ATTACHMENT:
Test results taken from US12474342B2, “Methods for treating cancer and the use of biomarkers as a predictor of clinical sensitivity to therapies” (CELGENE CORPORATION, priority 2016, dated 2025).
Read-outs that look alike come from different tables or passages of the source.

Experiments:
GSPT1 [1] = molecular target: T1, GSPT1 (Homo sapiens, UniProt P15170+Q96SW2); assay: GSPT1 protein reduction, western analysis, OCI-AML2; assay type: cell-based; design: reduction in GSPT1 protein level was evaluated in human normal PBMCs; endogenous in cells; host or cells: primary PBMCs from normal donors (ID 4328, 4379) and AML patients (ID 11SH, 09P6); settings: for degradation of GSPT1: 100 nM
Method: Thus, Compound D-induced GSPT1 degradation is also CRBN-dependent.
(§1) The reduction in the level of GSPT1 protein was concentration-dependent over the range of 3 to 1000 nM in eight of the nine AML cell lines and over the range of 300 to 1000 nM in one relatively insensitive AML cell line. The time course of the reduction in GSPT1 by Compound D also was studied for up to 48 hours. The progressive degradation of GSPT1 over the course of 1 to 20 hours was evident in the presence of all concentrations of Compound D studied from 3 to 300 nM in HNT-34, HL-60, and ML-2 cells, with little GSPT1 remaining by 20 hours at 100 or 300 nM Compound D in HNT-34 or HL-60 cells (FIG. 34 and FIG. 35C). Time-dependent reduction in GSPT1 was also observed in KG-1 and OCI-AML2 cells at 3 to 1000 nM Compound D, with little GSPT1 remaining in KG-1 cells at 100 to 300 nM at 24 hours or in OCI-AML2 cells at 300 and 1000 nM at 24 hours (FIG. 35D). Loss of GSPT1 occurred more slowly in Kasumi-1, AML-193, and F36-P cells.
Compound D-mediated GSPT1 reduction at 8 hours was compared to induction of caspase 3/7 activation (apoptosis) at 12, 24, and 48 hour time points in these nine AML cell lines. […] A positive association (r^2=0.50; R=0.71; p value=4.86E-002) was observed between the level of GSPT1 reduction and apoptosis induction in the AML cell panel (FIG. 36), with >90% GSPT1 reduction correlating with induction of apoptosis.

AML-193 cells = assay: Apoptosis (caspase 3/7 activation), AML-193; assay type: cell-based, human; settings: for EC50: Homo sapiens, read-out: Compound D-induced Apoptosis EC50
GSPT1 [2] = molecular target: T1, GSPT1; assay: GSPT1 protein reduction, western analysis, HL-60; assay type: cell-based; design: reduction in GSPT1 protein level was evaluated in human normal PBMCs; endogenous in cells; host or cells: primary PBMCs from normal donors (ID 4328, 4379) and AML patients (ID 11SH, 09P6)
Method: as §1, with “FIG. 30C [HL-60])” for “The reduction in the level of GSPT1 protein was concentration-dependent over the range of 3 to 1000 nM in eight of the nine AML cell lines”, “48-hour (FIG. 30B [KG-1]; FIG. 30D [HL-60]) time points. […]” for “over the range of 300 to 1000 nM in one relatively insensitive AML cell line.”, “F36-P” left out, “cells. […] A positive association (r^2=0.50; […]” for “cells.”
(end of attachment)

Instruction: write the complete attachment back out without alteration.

Test results taken from US12474342B2, “Methods for treating cancer and the use of biomarkers as a predictor of clinical sensitivity to therapies” (CELGENE CORPORATION, priority 2016, dated 2025).
Read-outs that look alike come from different tables or passages of the source.

Experiments:
GSPT1 [1] = molecular target: T1, GSPT1 (Homo sapiens, UniProt P15170+Q96SW2); assay: GSPT1 protein reduction, western analysis, OCI-AML2; assay type: cell-based; design: reduction in GSPT1 protein level was evaluated in human normal PBMCs; endogenous in cells; host or cells: primary PBMCs from normal donors (ID 4328, 4379) and AML patients (ID 11SH, 09P6); settings: for degradation of GSPT1: 100 nM
Method: Thus, Compound D-induced GSPT1 degradation is also CRBN-dependent.
(§1) The reduction in the level of GSPT1 protein was concentration-dependent over the range of 3 to 1000 nM in eight of the nine AML cell lines and over the range of 300 to 1000 nM in one relatively insensitive AML cell line. The time course of the reduction in GSPT1 by Compound D also was studied for up to 48 hours. The progressive degradation of GSPT1 over the course of 1 to 20 hours was evident in the presence of all concentrations of Compound D studied from 3 to 300 nM in HNT-34, HL-60, and ML-2 cells, with little GSPT1 remaining by 20 hours at 100 or 300 nM Compound D in HNT-34 or HL-60 cells (FIG. 34 and FIG. 35C). Time-dependent reduction in GSPT1 was also observed in KG-1 and OCI-AML2 cells at 3 to 1000 nM Compound D, with little GSPT1 remaining in KG-1 cells at 100 to 300 nM at 24 hours or in OCI-AML2 cells at 300 and 1000 nM at 24 hours (FIG. 35D). Loss of GSPT1 occurred more slowly in Kasumi-1, AML-193, and F36-P cells.
Compound D-mediated GSPT1 reduction at 8 hours was compared to induction of caspase 3/7 activation (apoptosis) at 12, 24, and 48 hour time points in these nine AML cell lines. […] A positive association (r^2=0.50; R=0.71; p value=4.86E-002) was observed between the level of GSPT1 reduction and apoptosis induction in the AML cell panel (FIG. 36), with >90% GSPT1 reduction correlating with induction of apoptosis.

AML-193 cells = assay: Apoptosis (caspase 3/7 activation), AML-193; assay type: cell-based, human; settings: for EC50: Homo sapiens, read-out: Compound D-induced Apoptosis EC50
GSPT1 [2] = molecular target: T1, GSPT1; assay: GSPT1 protein reduction, western analysis, HL-60; assay type: cell-based; design: reduction in GSPT1 protein level was evaluated in human normal PBMCs; endogenous in cells; host or cells: primary PBMCs from normal donors (ID 4328, 4379) and AML patients (ID 11SH, 09P6)
Method: as §1, with “FIG. 30C [HL-60])” for “The reduction in the level of GSPT1 protein was concentration-dependent over the range of 3 to 1000 nM in eight of the nine AML cell lines”, “48-hour (FIG. 30B [KG-1]; FIG. 30D [HL-60]) time points. […]” for “over the range of 300 to 1000 nM in one relatively insensitive AML cell line.”, “F36-P” left out, “cells. […] A positive association (r^2=0.50; […]” for “cells.”